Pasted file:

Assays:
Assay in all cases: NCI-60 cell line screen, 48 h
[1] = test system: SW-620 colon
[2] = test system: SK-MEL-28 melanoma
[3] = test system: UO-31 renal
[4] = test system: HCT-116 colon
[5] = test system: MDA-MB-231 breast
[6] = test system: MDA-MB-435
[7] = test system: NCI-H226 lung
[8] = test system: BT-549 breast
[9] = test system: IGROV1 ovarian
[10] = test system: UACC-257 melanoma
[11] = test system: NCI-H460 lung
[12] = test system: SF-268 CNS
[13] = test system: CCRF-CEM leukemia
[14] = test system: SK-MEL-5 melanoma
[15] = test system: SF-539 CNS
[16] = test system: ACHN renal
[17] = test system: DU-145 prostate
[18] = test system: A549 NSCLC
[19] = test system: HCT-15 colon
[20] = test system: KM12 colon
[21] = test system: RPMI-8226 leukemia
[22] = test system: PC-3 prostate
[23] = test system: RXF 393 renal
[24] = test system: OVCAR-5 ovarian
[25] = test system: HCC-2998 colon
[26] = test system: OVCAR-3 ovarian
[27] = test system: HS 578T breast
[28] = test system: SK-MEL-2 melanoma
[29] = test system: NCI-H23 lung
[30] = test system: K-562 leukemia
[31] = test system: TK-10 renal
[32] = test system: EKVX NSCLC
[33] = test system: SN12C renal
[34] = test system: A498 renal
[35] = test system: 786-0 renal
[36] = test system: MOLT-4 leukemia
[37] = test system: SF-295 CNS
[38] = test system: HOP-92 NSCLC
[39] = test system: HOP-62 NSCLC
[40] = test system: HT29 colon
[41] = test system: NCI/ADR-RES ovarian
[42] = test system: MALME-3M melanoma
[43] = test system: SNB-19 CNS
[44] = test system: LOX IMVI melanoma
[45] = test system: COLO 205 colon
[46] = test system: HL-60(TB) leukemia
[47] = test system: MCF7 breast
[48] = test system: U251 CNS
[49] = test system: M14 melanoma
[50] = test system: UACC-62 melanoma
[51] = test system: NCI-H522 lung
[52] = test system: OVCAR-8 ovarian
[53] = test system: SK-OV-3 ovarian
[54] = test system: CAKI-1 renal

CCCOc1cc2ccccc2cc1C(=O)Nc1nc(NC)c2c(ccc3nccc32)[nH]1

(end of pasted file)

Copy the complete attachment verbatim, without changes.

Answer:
Assays:
Assay in all cases: NCI-60 cell line screen, 48 h
[1] = test system: SW-620 colon
[2] = test system: SK-MEL-28 melanoma
[3] = test system: UO-31 renal
[4] = test system: HCT-116 colon
[5] = test system: MDA-MB-231 breast
[6] = test system: MDA-MB-435
[7] = test system: NCI-H226 lung
[8] = test system: BT-549 breast
[9] = test system: IGROV1 ovarian
[10] = test system: UACC-257 melanoma
[11] = test system: NCI-H460 lung
[12] = test system: SF-268 CNS
[13] = test system: CCRF-CEM leukemia
[14] = test system: SK-MEL-5 melanoma
[15] = test system: SF-539 CNS
[16] = test system: ACHN renal
[17] = test system: DU-145 prostate
[18] = test system: A549 NSCLC
[19] = test system: HCT-15 colon
[20] = test system: KM12 colon
[21] = test system: RPMI-8226 leukemia
[22] = test system: PC-3 prostate
[23] = test system: RXF 393 renal
[24] = test system: OVCAR-5 ovarian
[25] = test system: HCC-2998 colon
[26] = test system: OVCAR-3 ovarian
[27] = test system: HS 578T breast
[28] = test system: SK-MEL-2 melanoma
[29] = test system: NCI-H23 lung
[30] = test system: K-562 leukemia
[31] = test system: TK-10 renal
[32] = test system: EKVX NSCLC
[33] = test system: SN12C renal
[34] = test system: A498 renal
[35] = test system: 786-0 renal
[36] = test system: MOLT-4 leukemia
[37] = test system: SF-295 CNS
[38] = test system: HOP-92 NSCLC
[39] = test system: HOP-62 NSCLC
[40] = test system: HT29 colon
[41] = test system: NCI/ADR-RES ovarian
[42] = test system: MALME-3M melanoma
[43] = test system: SNB-19 CNS
[44] = test system: LOX IMVI melanoma
[45] = test system: COLO 205 colon
[46] = test system: HL-60(TB) leukemia
[47] = test system: MCF7 breast
[48] = test system: U251 CNS
[49] = test system: M14 melanoma
[50] = test system: UACC-62 melanoma
[51] = test system: NCI-H522 lung
[52] = test system: OVCAR-8 ovarian
[53] = test system: SK-OV-3 ovarian
[54] = test system: CAKI-1 renal

CCCOc1cc2ccccc2cc1C(=O)Nc1nc(NC)c2c(ccc3nccc32)[nH]1